impetus for the study of descriptive complexity. Fagin’s Theorem gives a logical characterization
of the class NP. It states that NP is exactly the class of problems definable by existential second

order Boolean formulas. This result, and others that follow, show that natural complexity classes
have an intrinsic logical complexity.
    To get a feel for this important idea, consider the NP-complete problem of 3 colorability of
a graph. Fagin’s theorem says there is a second order existential formula which holds for exactly
those graphs which are 3-colorable. This formula can be written as (∃A, B, C)(∀v)[(A(v) ∨ B(v) ∨
C(v)) ∧ (∀w)(E(v, w) → ¬(A(v) ∧ A(w)) ∧ ¬(B(v) ∧ B(w)) ∧ ¬(C(v) ∧ C(w)))]. Intuitively this
formula states that every vertex is colored by one of three colors A, B, or C and no two adjacent
vertices have the same color. A graph, considered as a finite model, satisfies this formula if and
only if it is 3-colorable.
    Fagin’s theorem was the first in a long line of results which prove that complexity classes can be
given logical characterizations, often very simply and elegantly. Notable among these is the theorem
of Immerman and Vardi [Imm82, Var82] which captures the complexity of polynomial time. Their
theorem states that the class of problems definable in first order logic with the addition of the least
fixed point operator is exactly the complexity class P. Logspace can be characterized along these
same lines, but using the transitive closure (TC) operator rather than least fixed point. That is,
nondeterministic logspace is the class of problems definable in first order logic with the addition of
TC (see Immerman [Imm88]). And if one replaces first order logic with TC with second order logic
with TC the result is PSPACE (see Immerman [Imm83]). Other, analogous results in this field
go on to characterize various circuit and parallel complexity classes, the polynomial time hierarchy,
and other space classes, and even yield results concerning counting classes.
    The intuition provided by looking at complexity theory in this way has proved insightful and
powerful. In fact, one proof of the famous Immerman-Szelepcsenyi Theorem [Imm88, Sze88] (that
by Immerman) came from these logical considerations. This theorem say that any nondeterministic
space class which contains logspace is closed under complement. An immediate consequence is that
the context sensitive languages are closed under complement, answering a question which had been
open for about 25 years.
    To this point we have considered several of the most fully developed and fundamental areas of
complexity theory. We now survey a few of the more central topics in the field dealing with other
models of computation and their complexity theory. These include circuit complexity, communica-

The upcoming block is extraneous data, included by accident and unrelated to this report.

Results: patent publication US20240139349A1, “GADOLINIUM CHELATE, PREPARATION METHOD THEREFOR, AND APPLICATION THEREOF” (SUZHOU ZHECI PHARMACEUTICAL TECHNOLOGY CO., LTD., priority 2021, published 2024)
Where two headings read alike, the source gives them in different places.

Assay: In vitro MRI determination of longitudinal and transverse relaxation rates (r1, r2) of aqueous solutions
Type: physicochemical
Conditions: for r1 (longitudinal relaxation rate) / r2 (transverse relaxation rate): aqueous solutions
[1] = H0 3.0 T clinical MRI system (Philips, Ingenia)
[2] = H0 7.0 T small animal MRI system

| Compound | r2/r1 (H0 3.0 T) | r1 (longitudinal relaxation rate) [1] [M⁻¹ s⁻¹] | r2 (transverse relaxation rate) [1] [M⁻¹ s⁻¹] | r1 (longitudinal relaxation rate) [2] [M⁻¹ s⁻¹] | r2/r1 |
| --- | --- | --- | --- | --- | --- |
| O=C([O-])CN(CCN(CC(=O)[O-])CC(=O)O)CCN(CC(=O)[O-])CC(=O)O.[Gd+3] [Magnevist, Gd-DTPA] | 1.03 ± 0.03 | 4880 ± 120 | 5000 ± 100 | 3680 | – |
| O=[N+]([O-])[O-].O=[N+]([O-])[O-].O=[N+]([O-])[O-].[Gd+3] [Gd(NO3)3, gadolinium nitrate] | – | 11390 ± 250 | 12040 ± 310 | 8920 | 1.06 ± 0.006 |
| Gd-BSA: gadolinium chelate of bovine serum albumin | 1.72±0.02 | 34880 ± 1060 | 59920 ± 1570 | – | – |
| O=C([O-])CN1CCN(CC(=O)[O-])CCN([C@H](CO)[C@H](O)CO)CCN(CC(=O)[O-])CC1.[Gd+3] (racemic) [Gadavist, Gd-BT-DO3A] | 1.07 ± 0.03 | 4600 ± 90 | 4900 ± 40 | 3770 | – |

tion complexity and proof complexity.

8     Finite Models
8.1   Circuit Complexity
The properties and construction of efficient Boolean circuits are of practical importance as they
are the building block of computers. Circuit complexity studies bounds on the size and depth of
circuits which compute a given Boolean functions. Aside from their practical value, such bounds
are closely tied to important questions about Turing machine computations.
    Boolean circuits are directed acyclic graphs whose internal nodes (or “gates”) are Boolean
functions, most often the “standard” Boolean functions, and, or and not. In a circuit, the nodes of
in-degree 0 are called input nodes and labeled with input variables. The nodes with out-degree 0
are called output nodes. The value of the circuit is computed in the natural way by giving values
to the input variables, applying the gates to these values, and computing the output values.
    The size, s(C), of a circuit C is the number of gates it contains. The depth, d(C), of a circuit
C is the length of the longest path from an input to an output node.
    A circuit with n inputs can be thought of as a recognizer of a set of strings of length n, namely

those which result in the circuit evaluating to 1. In order to consider circuits as recognizing an
infinite set of strings, we consider circuit families which are infinite collections of circuits, Cn , one
for each input length. In this way a circuit family can recognize a language just as a Turing machine
    A circuit family is a nonuniform model, the function taking n to Cn may not be computable. A
nonuniform circuit family can recognize noncomputable sets. We can measure the size and depth
of circuit families using asymptotic notation. So, for example, we say that a circuit family has
polynomial size if s(Cn ) is O(p(n)), for some polynomial p(n). Any language in P has polynomial
size circuits. That is, it is recognized by a circuit family which has polynomial size. And so proving
that some NP problem does not have polynomial size circuits would imply that P = NP. Largely
because of many such implications for complexity classes, considerable effort has been devoted to
proving circuit lower bounds. However, to this point this effort has met with limited success.
    In an early paper, Shannon [Sha49] showed that most Boolean functions require exponential